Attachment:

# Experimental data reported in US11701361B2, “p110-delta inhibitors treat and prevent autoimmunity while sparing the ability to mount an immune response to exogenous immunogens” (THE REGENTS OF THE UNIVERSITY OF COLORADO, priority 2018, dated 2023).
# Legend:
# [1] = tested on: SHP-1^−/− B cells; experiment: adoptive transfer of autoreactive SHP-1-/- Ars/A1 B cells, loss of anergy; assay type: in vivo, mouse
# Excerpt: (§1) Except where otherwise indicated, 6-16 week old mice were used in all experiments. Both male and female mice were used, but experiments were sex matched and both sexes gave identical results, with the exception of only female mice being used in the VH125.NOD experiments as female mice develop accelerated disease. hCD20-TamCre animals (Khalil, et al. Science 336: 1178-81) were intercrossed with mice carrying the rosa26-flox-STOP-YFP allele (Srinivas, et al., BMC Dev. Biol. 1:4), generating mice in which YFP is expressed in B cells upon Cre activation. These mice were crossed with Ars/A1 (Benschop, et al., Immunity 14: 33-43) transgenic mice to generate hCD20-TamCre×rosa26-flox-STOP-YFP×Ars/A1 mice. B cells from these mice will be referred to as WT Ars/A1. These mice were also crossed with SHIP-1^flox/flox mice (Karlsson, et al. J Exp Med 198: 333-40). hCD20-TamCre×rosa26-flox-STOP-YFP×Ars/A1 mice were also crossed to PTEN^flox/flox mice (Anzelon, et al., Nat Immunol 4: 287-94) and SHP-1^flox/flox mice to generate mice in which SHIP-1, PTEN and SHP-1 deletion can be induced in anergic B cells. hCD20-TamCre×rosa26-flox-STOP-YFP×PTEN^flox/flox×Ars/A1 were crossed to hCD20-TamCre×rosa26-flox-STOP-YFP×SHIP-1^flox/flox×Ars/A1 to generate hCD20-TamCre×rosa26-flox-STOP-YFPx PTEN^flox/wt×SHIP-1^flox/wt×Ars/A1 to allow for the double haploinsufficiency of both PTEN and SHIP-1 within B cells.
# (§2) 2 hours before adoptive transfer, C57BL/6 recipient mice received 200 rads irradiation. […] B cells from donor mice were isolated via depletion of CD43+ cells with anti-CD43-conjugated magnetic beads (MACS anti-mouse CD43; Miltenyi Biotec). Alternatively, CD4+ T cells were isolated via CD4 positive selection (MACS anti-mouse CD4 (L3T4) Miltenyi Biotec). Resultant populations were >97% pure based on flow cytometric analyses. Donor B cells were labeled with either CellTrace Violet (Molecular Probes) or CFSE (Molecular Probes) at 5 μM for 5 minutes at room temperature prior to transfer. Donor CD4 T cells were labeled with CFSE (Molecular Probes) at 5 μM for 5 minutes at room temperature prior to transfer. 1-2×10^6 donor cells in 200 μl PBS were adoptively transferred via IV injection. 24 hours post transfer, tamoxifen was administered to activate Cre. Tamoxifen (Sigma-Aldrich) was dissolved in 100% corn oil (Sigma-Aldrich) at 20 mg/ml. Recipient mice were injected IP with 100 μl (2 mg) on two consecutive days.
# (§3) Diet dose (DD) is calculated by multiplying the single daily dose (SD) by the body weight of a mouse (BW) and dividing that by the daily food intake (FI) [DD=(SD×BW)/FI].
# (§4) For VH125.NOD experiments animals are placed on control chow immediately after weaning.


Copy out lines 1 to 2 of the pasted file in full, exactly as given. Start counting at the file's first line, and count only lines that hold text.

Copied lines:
# Experimental data reported in US11701361B2, “p110-delta inhibitors treat and prevent autoimmunity while sparing the ability to mount an immune response to exogenous immunogens” (THE REGENTS OF THE UNIVERSITY OF COLORADO, priority 2018, dated 2023).
# Legend: